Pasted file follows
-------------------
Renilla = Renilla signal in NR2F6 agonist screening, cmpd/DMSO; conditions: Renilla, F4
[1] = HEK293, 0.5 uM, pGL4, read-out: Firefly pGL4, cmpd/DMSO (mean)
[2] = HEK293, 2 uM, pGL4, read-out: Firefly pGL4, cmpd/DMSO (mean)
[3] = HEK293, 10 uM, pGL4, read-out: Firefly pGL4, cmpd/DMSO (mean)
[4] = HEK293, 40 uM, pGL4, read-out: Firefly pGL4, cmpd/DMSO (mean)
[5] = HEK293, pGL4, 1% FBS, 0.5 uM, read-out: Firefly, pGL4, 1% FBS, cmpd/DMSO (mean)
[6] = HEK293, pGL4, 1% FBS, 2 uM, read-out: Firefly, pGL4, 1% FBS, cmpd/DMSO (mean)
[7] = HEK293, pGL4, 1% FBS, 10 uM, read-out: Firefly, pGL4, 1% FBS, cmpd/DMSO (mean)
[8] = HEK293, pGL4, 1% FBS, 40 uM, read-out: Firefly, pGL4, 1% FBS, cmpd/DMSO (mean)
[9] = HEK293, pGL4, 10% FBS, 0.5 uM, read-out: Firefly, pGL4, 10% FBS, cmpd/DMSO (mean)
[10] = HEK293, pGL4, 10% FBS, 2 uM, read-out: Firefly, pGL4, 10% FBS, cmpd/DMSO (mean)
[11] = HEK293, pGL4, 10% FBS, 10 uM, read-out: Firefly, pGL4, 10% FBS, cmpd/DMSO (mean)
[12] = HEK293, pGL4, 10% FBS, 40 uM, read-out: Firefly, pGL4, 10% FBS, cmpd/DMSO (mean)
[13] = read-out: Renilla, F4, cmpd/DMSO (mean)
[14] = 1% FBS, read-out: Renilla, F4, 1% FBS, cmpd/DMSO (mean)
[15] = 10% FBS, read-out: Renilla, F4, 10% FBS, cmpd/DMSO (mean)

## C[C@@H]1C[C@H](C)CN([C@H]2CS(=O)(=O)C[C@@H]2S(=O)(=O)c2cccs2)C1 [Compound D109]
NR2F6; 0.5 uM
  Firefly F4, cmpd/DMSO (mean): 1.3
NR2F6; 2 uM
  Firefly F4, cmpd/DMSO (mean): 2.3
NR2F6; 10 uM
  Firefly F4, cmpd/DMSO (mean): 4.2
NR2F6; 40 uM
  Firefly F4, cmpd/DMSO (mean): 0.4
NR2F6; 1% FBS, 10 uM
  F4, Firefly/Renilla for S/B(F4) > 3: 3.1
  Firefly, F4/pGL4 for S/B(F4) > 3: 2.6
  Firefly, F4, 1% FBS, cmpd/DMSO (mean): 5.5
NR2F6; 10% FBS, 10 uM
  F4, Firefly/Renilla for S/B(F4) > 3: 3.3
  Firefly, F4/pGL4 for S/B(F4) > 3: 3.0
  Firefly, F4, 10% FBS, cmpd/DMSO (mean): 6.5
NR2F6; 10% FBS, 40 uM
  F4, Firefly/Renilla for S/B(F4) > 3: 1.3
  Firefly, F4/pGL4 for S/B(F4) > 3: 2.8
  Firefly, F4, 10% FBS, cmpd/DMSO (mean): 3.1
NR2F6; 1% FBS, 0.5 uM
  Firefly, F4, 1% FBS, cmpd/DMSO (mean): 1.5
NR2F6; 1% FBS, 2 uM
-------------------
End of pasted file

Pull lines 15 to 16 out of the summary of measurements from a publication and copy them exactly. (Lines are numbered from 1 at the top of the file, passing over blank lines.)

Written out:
[14] = 1% FBS, read-out: Renilla, F4, 1% FBS, cmpd/DMSO (mean)
[15] = 10% FBS, read-out: Renilla, F4, 10% FBS, cmpd/DMSO (mean)